As for the residual income method, we need to determine how much money we have left over after housing costs have been incurred. We then need some benchmark as to how much is ‘necessary’, and at what point does the residual income become insufficient for an ‘adequate’ lifestyle. Benchmarks are usually derived from poverty measurement, or standard of living exercises. It is also possible to use a relative benchmark. For example, Statistics NZ measures the proportion of houses with residual income below 60% of the median residual income.
Care needs to be taken when comparing information from multiple organisations. Continuing the somewhat arbitrary nature of these benchmarks, often the same benchmark is applied inconsistently. For example, the 30% OTI benchmark is has been applied to both gross and net income data by different organisations. Similarly, when calculating an average OTI, the result is only directly comparable to other figures if they were obtained using the same data definitions.
3.4.4 Benchmarks used in practice
Some benchmarks used in practice are shown below. The most common benchmarks are OTIs of 25% and 30%. That is, people spending more than this proportion of their income on housing costs. Many organisations concentrate on the lowest 40% of income earners for their analysis. As discussed earlier, often one benchmark can be applied by different organisations to data that is not directly comparable.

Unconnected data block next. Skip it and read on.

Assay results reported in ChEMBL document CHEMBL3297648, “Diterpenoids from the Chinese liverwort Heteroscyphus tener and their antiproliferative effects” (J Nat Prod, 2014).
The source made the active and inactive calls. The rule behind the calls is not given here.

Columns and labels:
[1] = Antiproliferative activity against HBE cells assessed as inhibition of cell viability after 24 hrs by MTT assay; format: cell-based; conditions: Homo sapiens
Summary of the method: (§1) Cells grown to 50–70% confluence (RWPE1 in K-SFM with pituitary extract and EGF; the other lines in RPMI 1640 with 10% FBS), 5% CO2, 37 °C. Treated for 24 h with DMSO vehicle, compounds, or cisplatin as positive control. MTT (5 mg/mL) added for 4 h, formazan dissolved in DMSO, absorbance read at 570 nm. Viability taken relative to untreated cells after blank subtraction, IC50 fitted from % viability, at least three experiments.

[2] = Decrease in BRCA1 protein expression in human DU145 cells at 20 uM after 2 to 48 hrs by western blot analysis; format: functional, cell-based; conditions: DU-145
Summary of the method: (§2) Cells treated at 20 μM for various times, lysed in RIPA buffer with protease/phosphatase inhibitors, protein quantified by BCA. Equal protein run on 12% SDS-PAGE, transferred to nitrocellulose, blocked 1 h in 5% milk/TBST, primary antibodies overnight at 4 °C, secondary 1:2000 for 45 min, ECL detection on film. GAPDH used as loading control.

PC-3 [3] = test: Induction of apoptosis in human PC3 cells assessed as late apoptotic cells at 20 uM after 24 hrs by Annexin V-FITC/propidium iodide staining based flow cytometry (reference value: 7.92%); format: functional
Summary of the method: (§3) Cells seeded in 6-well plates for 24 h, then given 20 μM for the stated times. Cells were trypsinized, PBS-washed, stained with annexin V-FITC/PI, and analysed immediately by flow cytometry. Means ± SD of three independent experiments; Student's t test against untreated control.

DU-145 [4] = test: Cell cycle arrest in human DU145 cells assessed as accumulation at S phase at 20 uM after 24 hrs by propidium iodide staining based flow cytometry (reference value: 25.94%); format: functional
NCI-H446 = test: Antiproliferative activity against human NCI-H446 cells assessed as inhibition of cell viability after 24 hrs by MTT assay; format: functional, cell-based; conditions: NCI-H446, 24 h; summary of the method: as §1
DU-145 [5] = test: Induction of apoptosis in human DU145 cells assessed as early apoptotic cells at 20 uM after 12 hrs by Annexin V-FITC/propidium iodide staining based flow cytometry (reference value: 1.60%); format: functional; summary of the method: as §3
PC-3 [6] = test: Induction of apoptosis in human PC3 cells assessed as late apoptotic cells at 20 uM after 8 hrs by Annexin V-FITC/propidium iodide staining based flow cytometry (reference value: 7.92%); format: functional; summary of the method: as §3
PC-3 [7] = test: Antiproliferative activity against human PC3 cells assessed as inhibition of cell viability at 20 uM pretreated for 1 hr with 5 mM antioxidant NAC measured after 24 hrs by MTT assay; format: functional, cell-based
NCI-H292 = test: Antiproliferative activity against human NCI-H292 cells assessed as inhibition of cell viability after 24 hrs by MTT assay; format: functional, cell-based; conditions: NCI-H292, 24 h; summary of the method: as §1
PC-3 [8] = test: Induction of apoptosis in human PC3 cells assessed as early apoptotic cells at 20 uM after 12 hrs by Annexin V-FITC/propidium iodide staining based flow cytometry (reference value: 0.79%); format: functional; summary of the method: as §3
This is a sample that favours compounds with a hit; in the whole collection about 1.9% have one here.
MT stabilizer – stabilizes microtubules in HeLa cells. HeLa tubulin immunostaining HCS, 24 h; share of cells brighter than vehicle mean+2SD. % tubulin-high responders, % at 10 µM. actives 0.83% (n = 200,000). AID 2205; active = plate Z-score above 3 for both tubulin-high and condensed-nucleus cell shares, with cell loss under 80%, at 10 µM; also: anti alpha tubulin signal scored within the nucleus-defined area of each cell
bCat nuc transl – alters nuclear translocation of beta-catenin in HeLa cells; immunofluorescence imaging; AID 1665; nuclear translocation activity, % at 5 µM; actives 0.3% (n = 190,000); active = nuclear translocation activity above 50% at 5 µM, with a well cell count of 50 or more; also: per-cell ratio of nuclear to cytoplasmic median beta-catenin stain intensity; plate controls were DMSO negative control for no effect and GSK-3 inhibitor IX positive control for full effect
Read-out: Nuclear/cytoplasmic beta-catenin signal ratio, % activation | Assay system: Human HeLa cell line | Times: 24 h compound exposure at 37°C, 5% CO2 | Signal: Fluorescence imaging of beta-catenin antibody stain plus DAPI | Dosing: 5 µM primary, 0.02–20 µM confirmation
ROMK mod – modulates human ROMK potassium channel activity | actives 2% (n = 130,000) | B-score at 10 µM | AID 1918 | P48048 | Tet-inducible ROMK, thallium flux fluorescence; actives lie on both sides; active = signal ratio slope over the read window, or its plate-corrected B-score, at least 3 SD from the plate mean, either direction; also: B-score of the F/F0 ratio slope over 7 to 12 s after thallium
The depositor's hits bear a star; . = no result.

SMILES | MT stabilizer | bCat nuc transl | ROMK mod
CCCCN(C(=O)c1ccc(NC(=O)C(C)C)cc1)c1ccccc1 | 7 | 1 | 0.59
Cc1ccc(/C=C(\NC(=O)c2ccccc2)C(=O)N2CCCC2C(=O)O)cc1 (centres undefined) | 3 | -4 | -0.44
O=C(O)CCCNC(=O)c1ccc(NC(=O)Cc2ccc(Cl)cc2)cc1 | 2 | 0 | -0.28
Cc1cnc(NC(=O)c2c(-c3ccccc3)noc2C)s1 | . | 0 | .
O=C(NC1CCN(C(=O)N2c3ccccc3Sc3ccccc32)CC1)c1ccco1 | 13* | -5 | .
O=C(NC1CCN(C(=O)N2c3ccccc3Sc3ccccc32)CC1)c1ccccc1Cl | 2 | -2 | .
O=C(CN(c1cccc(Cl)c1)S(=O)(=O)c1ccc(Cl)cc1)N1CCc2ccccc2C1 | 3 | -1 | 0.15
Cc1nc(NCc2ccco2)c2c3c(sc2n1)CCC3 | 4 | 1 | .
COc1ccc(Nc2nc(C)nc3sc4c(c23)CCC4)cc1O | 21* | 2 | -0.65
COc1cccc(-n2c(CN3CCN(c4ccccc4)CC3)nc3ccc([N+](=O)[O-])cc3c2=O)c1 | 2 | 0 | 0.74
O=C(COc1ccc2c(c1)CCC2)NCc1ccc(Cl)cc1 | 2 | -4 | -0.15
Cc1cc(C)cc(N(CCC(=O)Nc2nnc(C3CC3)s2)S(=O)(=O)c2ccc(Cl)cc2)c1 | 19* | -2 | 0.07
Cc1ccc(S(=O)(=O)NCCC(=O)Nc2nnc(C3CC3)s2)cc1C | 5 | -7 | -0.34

Benchmarks in Practice
“Affordability typically becomes a concern where the housing costs of households in the lower 40% of the income distribution exceed 25% to 30% of their income.” (Housing New Zealand Corporation 2005)
“A household is below its affordability standard if it spends more than 30% of its income on housing costs.” (Canada Mortgage and Housing Corporation; cited in DTZ New Zealand 2004)
“Households in the lower 40% income bracket who pay more than 30% of their gross income on housing costs, whether renting or buying, are said to be in ‘housing stress’.” (Affordable Housing National Research Consortium 2001)
“Housing is considered affordable if households can access suitable and adequate housing by spending a maximum of 30% of their gross income.” This source then notes that this is consistent with a number of other countries, and that the strategy focuses on the bottom four deciles (40%) of household income (Auckland Regional Growth Forum 2003)